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Kristrún Gunnarsdóttir


Research Fellow
PhD, MSc, BFA, BA

Academic and research departments

Department of Sociology.

University roles and responsibilities

  • HomeSense (ESRC) Project Manager
  • CANDID (H2020-ICT) Principle Investigator

My qualifications

2010
PhD in Sociology
The Archive Saga: Shepherds of data, documents and code, and their will to order.
Cardiff University, School of Social Science
2005
MSc in Social Science
Cardiff University, School of Social Science
2000
BA in Philosophy
University of Iceland

Research projects

My publications

Publications

Jiang J, Pozza R, Gunnarsdottir K, Gilbert GN, Moessner K (2017) Recognising Activities at Home: Digital and Human Sensors, Proceedings of ICFNDS ?17, Cambridge, United Kingdom, July 19-20, 2017 ACM, the Association for Computing Machinery
What activities take place at home? When do they occur, for how
long do they last and who is involved? Asking such questions is
important in social research on households, e.g., to study energyrelated
practices, assisted living arrangements and various aspects
of family and home life. Common ways of seeking the answers
rest on self-reporting which is provoked by researchers (interviews,
questionnaires, surveys) or non-provoked (time use diaries). Longitudinal
observations are also common, but all of these methods
are expensive and time-consuming for both the participants and
the researchers. The advances of digital sensors may provide an
alternative. For example, temperature, humidity and light sensors
report on the physical environment where activities occur, while
energy monitors report information on the electrical devices that
are used to assist the activities. Using sensor-generated data for
the purposes of activity recognition is potentially a very powerful
means to study activities at home. However, how can we quantify
the agreement between what we detect in sensor-generated
data and what we know from self-reported data, especially nonprovoked
data? To give a partial answer, we conduct a trial in a
household in which we collect data from a suite of sensors, as well
as from a time use diary completed by one of the two occupants.
For activity recognition using sensor-generated data, we investigate
the application of mean shift clustering and change points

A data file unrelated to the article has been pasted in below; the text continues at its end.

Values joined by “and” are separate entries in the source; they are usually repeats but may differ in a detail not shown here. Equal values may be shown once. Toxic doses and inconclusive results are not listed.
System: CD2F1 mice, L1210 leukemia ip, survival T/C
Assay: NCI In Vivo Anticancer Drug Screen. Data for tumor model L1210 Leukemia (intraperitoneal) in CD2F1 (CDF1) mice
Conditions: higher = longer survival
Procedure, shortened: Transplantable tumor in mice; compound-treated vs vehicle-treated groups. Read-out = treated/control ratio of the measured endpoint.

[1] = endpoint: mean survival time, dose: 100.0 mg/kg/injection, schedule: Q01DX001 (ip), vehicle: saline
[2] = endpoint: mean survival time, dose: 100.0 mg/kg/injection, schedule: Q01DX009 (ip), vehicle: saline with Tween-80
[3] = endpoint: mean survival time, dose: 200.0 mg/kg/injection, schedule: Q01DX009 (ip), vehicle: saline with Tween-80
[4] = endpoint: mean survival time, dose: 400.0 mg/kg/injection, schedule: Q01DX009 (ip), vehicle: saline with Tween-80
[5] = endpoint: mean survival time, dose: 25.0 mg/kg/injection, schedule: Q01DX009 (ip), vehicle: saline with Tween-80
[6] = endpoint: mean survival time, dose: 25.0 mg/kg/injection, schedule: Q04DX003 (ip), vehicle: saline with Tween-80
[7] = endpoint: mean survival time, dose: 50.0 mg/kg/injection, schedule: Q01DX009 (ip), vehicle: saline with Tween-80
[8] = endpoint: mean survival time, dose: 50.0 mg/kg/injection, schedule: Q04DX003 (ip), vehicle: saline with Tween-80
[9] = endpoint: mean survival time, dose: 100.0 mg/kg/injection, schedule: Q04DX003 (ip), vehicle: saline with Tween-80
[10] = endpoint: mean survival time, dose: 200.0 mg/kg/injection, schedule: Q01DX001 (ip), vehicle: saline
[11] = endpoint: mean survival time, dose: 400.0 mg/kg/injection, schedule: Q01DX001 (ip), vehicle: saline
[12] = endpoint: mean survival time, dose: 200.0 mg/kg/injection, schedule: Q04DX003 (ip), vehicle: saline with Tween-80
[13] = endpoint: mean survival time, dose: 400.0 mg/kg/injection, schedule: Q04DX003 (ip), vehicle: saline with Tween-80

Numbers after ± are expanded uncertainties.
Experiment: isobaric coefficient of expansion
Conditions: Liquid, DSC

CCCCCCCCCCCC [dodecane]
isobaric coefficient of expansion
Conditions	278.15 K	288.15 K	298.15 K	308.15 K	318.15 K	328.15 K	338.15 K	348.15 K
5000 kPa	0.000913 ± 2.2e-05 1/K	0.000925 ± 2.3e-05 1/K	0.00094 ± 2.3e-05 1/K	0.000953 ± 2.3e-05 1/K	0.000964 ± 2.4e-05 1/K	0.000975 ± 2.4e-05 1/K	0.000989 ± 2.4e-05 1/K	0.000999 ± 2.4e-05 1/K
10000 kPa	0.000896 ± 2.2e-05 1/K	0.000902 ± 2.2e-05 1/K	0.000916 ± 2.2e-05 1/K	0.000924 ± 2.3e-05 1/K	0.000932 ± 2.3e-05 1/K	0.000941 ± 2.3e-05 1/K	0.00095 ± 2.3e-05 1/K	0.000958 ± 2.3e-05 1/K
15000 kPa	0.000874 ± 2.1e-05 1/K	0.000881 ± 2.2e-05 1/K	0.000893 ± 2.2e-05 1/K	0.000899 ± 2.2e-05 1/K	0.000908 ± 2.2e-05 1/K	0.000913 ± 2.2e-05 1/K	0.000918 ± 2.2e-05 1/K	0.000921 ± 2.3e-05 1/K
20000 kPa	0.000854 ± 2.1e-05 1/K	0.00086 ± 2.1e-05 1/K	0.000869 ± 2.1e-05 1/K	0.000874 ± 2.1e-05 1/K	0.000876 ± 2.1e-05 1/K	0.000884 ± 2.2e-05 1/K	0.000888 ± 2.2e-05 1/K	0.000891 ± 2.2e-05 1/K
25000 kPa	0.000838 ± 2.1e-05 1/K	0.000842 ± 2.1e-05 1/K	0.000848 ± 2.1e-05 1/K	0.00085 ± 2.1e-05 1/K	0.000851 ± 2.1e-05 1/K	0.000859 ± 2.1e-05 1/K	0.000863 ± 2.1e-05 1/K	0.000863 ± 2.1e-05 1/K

detection for constructing features that are used to train a Hidden
Markov Model. Furthermore, we propose a method for agreement
evaluation between the activities detected in the sensor data and
that reported by the participants based on the Levenshtein distance.
Finally, we analyse the use of different features for recognising
different types of activities.
Jiang J, Pozza R, Gunnarsdottir K, Gilbert G, Moessner K (2017) Using Sensors to Study Home Activities, Journal of Sensor and Actuator Networks 6 (4) MDPI
Understanding home activities is important in social research to study aspects of home life, e.g., energy-related practices and assisted living arrangements. Common approaches to identifying which activities are being carried out in the home rely on self-reporting, either retrospectively (e.g., interviews, questionnaires, and surveys) or at the time of the activity (e.g., time use diaries). The use of digital sensors may provide an alternative means of observing activities in the home. For example, temperature, humidity and light sensors can report on the physical environment where activities occur, while energy monitors can report information on the electrical devices that are used to assist the activities. One may then be able to infer from the sensor data which activities are taking place. However, it is first necessary to calibrate the sensor data by matching it to activities identified from self-reports. The calibration involves identifying the features in the sensor data that correlate best with the self-reported activities. This in turn requires a good measure of the agreement between the activities detected from sensor-generated data and those recorded in self-reported data. To illustrate how this can be done, we conducted a trial in three single-occupancy households from which we collected data from a suite of sensors and from time use diaries completed by the occupants. For sensor-based activity recognition, we demonstrate the application of Hidden Markov Models with features extracted from mean-shift clustering and change points analysis. A correlation-based feature selection is also applied to reduce the computational cost. A method based on Levenshtein distance for measuring the agreement between the activities detected in the sensor data and that reported by the participants is demonstrated. We then discuss how the features derived from sensor data can be used in activity recognition and how they relate to activities recorded in time use diaries.